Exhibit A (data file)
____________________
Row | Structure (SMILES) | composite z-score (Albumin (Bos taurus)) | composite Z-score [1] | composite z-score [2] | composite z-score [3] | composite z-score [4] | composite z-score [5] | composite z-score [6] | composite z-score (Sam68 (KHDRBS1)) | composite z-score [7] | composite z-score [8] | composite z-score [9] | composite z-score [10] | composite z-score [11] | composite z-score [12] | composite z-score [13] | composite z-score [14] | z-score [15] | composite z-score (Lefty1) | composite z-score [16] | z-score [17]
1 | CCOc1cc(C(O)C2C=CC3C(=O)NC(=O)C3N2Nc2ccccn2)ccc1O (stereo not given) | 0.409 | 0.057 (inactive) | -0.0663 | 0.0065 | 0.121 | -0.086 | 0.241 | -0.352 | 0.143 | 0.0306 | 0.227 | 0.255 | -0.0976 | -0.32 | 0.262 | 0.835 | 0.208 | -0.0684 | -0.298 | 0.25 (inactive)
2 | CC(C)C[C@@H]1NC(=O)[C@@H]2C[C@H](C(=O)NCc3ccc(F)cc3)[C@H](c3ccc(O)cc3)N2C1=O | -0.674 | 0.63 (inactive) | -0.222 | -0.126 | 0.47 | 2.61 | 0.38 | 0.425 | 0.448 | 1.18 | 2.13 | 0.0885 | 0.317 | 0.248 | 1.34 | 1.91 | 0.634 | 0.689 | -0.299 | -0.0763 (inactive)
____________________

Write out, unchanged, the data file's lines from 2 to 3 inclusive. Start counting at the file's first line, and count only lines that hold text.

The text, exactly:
1 | CCOc1cc(C(O)C2C=CC3C(=O)NC(=O)C3N2Nc2ccccn2)ccc1O (stereo not given) | 0.409 | 0.057 (inactive) | -0.0663 | 0.0065 | 0.121 | -0.086 | 0.241 | -0.352 | 0.143 | 0.0306 | 0.227 | 0.255 | -0.0976 | -0.32 | 0.262 | 0.835 | 0.208 | -0.0684 | -0.298 | 0.25 (inactive)
2 | CC(C)C[C@@H]1NC(=O)[C@@H]2C[C@H](C(=O)NCc3ccc(F)cc3)[C@H](c3ccc(O)cc3)N2C1=O | -0.674 | 0.63 (inactive) | -0.222 | -0.126 | 0.47 | 2.61 | 0.38 | 0.425 | 0.448 | 1.18 | 2.13 | 0.0885 | 0.317 | 0.248 | 1.34 | 1.91 | 0.634 | 0.689 | -0.299 | -0.0763 (inactive)